Companies Will Create Their Own Talent Pipelines

In response to the pressing need for cybersecurity professionals, companies are increasingly adopting proactive approaches to cultivate their own cybersecurity talent. This involves forging partnerships with local educational institutions to create training programs tailored to their specific needs. Such initiatives often include apprenticeships and internships, providing students with the hands-on experience necessary to transition into entry level full-time positions within these businesses.

A prime example of this approach is the WEI Technical Apprenticeship for Diverse Candidates program. This program stands out because it not only nurtures a private talent pool of emerging professionals, but also emphasizes the inclusion of candidates from diverse backgrounds, catering to companies with diversity objectives. Furthermore, WEI manages the entire process, from understanding a company's specific needs to the meticulous selection and daily mentoring of apprentice candidates. Participating companies have the option to offer full-time positions to these apprentices upon contract completion, providing a streamlined pathway to acquire skilled, diverse cybersecurity talent. Never has a hidden talent pipeline been so invaluable.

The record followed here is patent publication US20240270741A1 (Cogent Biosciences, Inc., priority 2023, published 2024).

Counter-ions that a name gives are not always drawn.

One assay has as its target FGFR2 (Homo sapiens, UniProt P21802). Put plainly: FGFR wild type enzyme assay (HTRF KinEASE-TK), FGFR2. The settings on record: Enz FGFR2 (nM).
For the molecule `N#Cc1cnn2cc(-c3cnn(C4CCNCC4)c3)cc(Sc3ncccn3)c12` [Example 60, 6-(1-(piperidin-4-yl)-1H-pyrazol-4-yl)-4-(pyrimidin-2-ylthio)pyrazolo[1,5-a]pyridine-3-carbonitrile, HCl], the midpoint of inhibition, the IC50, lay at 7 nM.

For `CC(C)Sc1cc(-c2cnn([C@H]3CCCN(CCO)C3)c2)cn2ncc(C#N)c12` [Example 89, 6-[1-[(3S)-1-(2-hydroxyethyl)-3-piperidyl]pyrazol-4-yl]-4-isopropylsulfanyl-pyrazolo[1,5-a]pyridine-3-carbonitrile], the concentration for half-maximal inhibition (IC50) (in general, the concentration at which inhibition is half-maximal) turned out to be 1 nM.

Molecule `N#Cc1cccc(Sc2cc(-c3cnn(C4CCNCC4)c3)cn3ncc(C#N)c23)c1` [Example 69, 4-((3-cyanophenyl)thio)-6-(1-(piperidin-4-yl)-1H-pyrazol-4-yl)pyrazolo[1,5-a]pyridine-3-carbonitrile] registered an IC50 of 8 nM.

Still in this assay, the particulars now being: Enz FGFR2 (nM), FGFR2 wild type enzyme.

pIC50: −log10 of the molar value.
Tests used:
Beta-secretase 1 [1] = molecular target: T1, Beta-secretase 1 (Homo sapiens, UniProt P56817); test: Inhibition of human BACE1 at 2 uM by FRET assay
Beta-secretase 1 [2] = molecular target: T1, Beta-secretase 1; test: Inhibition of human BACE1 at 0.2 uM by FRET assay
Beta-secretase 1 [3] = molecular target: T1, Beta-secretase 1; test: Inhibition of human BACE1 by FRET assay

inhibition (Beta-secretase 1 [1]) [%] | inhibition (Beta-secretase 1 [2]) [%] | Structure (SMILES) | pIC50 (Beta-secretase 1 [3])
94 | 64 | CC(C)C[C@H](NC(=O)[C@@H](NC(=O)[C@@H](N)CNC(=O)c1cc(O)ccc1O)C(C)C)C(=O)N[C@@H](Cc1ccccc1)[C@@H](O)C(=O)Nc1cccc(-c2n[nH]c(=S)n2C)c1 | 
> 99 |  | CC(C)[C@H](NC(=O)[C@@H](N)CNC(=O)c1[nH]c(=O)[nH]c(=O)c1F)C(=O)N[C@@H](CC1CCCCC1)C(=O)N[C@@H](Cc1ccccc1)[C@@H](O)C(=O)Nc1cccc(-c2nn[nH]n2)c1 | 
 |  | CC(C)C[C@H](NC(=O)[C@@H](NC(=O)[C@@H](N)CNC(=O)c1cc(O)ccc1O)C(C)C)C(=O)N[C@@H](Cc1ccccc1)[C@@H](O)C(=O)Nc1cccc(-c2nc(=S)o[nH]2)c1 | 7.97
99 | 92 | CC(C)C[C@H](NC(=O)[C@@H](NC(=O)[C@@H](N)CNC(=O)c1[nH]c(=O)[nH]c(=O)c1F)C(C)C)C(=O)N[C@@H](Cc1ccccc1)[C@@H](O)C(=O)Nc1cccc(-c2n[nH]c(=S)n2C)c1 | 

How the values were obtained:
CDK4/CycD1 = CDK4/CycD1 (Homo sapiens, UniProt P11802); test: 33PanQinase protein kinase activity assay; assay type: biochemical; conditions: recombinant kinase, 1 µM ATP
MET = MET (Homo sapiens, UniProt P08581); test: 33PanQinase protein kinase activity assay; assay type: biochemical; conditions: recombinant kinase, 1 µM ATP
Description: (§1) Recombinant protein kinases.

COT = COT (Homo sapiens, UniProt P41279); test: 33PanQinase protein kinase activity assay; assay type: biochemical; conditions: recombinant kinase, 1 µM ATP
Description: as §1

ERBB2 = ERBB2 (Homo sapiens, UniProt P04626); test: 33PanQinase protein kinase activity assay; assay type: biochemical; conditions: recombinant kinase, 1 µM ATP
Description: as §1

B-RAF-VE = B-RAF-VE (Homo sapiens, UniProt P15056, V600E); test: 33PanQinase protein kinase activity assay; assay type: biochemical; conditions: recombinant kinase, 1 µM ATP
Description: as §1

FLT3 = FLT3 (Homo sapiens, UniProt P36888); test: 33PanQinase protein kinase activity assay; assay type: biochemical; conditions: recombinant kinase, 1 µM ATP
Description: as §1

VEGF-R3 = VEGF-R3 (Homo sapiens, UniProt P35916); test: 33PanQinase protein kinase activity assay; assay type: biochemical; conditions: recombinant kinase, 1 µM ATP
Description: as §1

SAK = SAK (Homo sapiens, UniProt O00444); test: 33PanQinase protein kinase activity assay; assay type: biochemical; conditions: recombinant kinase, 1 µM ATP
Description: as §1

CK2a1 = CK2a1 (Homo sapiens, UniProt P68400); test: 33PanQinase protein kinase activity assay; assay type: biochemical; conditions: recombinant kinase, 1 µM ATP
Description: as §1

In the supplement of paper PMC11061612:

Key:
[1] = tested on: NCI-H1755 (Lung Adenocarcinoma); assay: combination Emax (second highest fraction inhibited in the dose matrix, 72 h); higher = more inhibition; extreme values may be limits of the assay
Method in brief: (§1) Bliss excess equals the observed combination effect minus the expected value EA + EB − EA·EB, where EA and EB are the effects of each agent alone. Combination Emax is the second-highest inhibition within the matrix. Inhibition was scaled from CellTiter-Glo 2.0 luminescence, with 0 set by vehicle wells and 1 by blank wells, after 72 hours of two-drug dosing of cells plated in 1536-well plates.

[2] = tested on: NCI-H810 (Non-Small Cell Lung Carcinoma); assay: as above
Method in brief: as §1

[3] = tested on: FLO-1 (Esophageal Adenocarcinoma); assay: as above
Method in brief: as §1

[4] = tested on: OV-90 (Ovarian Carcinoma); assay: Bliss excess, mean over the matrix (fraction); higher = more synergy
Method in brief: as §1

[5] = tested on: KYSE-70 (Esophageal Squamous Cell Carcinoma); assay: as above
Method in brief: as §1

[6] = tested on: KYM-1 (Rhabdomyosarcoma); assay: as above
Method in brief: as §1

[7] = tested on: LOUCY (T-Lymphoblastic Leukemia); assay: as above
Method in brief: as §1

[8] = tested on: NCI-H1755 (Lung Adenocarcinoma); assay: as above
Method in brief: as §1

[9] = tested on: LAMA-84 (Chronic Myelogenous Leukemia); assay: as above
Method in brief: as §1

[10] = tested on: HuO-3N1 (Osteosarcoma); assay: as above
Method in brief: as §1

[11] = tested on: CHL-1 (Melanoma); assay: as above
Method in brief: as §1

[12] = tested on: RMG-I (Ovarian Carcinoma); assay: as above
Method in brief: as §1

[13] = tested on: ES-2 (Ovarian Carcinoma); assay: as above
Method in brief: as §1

Learn More About Our Apprenticeship Process

Security Solutions Will Further Evolve

Cyber attacks have become a big (and profitable) business. To keep pace with the quantity and sophistication of emerging attacks, companies are increasingly relying on modern security operation centers (SOCs) that are dedicated to safeguarding their organizations. To be effective, however, requires advanced solutions that SOC analysts can leverage to stay ahead of the accelerating threat landscape. Key components of these solutions include:


  • Effective Preventative Controls: Many attacks can be blocked, but only if the correct preventative controls are in place, and importantly, those controls are configured properly. Integration between controls further reduces risk.
  • Security Analytics: Effectively detecting and eliminating threats requires vast amounts of data collection and processing. Visibility blind spots are a problem, but so is being inundated with low value data.
  • Automated Playbooks: Workflows that integrate processes across various security tools, external teams, and even end users can be automated. These playbooks handle repetitive tasks, allowing analysts to focus on critical decision-making and investigative work.
  • Real-Time Threat Intelligence: Accessing up-to-the-minute, global threat intelligence feeds to remain informed about emerging cyber threats, attack vectors, and vulnerabilities.